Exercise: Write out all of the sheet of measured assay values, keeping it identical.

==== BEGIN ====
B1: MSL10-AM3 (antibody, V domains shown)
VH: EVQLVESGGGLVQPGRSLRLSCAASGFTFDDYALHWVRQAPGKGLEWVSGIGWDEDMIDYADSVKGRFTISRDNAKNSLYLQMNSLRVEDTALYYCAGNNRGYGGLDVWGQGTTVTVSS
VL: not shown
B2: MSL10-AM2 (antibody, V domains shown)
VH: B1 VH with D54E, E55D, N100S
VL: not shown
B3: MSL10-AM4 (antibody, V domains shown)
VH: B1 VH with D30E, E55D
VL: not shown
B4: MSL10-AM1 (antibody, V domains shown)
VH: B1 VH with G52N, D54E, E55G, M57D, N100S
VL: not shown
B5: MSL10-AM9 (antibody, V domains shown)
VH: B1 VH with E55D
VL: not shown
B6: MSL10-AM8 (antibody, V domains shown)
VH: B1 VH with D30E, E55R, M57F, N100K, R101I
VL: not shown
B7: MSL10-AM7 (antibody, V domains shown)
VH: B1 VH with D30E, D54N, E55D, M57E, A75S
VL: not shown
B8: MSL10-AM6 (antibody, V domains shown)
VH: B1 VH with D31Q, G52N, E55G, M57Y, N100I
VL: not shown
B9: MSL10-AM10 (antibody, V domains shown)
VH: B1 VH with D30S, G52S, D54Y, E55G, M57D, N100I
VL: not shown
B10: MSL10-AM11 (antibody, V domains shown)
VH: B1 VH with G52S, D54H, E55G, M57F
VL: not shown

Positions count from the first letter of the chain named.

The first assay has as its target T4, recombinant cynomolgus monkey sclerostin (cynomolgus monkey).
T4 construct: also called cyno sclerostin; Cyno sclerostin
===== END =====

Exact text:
B1: MSL10-AM3 (antibody, V domains shown)
VH: EVQLVESGGGLVQPGRSLRLSCAASGFTFDDYALHWVRQAPGKGLEWVSGIGWDEDMIDYADSVKGRFTISRDNAKNSLYLQMNSLRVEDTALYYCAGNNRGYGGLDVWGQGTTVTVSS
VL: not shown
B2: MSL10-AM2 (antibody, V domains shown)
VH: B1 VH with D54E, E55D, N100S
VL: not shown
B3: MSL10-AM4 (antibody, V domains shown)
VH: B1 VH with D30E, E55D
VL: not shown
B4: MSL10-AM1 (antibody, V domains shown)
VH: B1 VH with G52N, D54E, E55G, M57D, N100S
VL: not shown
B5: MSL10-AM9 (antibody, V domains shown)
VH: B1 VH with E55D
VL: not shown
B6: MSL10-AM8 (antibody, V domains shown)
VH: B1 VH with D30E, E55R, M57F, N100K, R101I
VL: not shown
B7: MSL10-AM7 (antibody, V domains shown)
VH: B1 VH with D30E, D54N, E55D, M57E, A75S
VL: not shown
B8: MSL10-AM6 (antibody, V domains shown)
VH: B1 VH with D31Q, G52N, E55G, M57Y, N100I
VL: not shown
B9: MSL10-AM10 (antibody, V domains shown)
VH: B1 VH with D30S, G52S, D54Y, E55G, M57D, N100I
VL: not shown
B10: MSL10-AM11 (antibody, V domains shown)
VH: B1 VH with G52S, D54H, E55G, M57F
VL: not shown

Positions count from the first letter of the chain named.

The first assay has as its target T4, recombinant cynomolgus monkey sclerostin (cynomolgus monkey).
T4 construct: also called cyno sclerostin; Cyno sclerostin